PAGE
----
Thursday, 30 December 2010

The Perfect Prompt

Long ago I switched to zsh from bash for my hacking needs. I think at the time I just needed a new toy. However, over the years, zsh has proven to be a very good shell, with excellent flexibility, a healthy "Do what I Mean" attitude, and overall much more powerful globbing, auto-complete, keybinding and scripting capabilities than bash.

Part of the usual appeal of zsh are the ridiculously fancy prompts you can make it display. I was never a fan of those. My prompts have to be simple, since I'm staring at them all the time. Don't show me anything I don't need, to know! I find it hard to concentrate on something anyway, without my shell telling me how many emails I have left in my Inbox. So I created the perfect minimalist prompt that does exactly what I need it to do:
  • Display whether I'm root or not
  • How many jobs are there running in the background (if any?)
  • Did the last command finish successfully, or did the damn thing just die silently?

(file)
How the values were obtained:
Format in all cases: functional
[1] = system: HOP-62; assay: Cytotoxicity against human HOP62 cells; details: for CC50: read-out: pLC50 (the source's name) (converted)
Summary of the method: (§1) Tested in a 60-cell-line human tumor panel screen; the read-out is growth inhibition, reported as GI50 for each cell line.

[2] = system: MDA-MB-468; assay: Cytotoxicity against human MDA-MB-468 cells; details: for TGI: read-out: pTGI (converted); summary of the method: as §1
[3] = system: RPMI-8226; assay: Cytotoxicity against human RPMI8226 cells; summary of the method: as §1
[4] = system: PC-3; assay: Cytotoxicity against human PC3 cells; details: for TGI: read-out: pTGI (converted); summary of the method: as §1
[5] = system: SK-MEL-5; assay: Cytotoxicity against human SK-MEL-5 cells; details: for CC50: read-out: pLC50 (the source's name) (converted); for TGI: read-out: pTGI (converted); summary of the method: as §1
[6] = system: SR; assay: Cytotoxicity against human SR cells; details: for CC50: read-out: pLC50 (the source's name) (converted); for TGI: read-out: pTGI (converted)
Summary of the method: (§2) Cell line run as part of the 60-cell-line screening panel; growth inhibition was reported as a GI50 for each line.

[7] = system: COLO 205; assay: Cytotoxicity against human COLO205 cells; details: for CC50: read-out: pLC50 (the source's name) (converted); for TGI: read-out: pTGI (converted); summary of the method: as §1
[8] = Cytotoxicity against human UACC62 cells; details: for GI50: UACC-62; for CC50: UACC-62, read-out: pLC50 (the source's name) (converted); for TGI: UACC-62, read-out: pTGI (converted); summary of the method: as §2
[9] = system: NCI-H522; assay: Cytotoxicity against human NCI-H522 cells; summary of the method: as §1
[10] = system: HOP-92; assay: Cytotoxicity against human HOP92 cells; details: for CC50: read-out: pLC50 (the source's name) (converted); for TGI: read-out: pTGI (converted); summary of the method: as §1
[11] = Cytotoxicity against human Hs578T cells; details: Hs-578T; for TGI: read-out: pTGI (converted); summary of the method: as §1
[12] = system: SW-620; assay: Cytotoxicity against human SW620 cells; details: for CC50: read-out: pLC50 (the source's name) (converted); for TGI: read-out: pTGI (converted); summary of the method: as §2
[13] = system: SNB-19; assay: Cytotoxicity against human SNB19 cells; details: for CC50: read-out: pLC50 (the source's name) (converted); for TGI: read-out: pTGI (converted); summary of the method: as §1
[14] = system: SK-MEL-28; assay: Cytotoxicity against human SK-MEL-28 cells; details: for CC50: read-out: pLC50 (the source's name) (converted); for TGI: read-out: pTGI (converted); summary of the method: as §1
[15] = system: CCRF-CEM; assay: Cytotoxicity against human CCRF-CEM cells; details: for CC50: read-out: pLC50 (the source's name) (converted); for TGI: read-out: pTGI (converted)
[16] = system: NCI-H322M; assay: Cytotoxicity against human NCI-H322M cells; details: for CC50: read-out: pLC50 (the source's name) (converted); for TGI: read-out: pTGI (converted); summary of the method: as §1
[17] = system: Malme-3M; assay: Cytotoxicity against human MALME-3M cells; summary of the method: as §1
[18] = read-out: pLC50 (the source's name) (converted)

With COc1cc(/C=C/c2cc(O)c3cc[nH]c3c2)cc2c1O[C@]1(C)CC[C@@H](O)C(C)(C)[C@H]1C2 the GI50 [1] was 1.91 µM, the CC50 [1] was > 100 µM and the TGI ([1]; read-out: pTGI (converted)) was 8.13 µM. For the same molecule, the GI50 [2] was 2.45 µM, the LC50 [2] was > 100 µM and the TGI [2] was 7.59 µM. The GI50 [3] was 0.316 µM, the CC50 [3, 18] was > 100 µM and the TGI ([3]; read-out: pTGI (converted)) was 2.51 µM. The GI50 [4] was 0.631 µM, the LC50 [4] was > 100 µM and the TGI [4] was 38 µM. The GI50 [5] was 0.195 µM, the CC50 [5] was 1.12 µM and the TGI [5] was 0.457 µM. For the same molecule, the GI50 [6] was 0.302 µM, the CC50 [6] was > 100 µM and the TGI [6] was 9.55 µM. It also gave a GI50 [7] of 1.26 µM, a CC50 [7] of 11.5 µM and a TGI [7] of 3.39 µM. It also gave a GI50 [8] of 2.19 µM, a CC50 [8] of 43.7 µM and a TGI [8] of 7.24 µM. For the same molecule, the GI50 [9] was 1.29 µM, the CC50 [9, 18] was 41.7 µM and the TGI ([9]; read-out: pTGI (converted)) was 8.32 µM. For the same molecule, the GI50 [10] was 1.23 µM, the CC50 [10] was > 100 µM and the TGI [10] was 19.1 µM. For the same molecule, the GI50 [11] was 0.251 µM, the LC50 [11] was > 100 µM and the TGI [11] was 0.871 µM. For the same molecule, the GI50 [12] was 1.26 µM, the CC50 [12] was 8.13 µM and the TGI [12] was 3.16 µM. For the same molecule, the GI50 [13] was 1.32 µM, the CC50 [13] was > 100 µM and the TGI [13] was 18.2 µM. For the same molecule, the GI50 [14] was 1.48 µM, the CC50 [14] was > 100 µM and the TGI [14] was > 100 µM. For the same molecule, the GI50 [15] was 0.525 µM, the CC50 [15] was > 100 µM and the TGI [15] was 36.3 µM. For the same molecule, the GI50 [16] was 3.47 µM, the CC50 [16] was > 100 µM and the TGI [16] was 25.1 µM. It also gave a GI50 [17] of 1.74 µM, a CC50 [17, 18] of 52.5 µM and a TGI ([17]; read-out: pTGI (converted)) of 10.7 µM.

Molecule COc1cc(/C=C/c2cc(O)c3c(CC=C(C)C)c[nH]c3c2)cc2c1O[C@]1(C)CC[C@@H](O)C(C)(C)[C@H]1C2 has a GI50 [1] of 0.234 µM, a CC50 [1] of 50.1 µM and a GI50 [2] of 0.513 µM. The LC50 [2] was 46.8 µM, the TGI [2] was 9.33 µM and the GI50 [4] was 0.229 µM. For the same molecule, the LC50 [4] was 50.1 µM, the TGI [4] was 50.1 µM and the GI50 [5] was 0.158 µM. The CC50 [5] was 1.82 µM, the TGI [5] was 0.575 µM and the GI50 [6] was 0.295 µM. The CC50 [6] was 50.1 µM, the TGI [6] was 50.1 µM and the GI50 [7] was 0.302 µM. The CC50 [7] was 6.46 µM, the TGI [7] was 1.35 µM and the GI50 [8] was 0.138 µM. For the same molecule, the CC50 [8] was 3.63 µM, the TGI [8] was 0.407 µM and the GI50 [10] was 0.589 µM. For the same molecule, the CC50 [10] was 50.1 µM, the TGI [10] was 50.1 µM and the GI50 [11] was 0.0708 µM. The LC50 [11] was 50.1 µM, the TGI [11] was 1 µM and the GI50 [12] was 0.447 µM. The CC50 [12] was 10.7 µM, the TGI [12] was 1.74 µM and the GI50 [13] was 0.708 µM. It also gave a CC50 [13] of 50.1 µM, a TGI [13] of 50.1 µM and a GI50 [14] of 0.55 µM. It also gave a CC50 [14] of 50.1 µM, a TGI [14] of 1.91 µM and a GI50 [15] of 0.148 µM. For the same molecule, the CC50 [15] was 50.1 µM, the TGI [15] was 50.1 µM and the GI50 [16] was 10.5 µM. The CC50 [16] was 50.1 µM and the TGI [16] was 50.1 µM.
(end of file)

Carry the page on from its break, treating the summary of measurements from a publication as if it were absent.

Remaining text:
• Since I'm using vi keybindings, am I in insert mode or in normal mode?
  • What machine is this shell on?
  • What directory is this shell in?
Almost all of these have defaults I don't expect to be mentioned. Usually, I have nothing running in the background, I'm on my local machine, and the last command finished successfully. At that point, I don't need to be reminded that all is well. Hide it! So here's a picture: Let's go over the features one-by one:

I don't like directories to be on the left-hand side prompt, since that'll move your prompt all the way to the right when you're in a deeply nested directory. So they're on the right, where they don't bother me, but I can still look them up easily (the blue string on the right will disappear if the cursor gets too close.)

Named directories are zsh's handy way to provide directory shortnames. Instead of going to the lengthy ~/Documents/src I can just go to ~src. I can define similar hashes for projects I'm working on, say ~myproject for ~/Documents/src/java/myproject.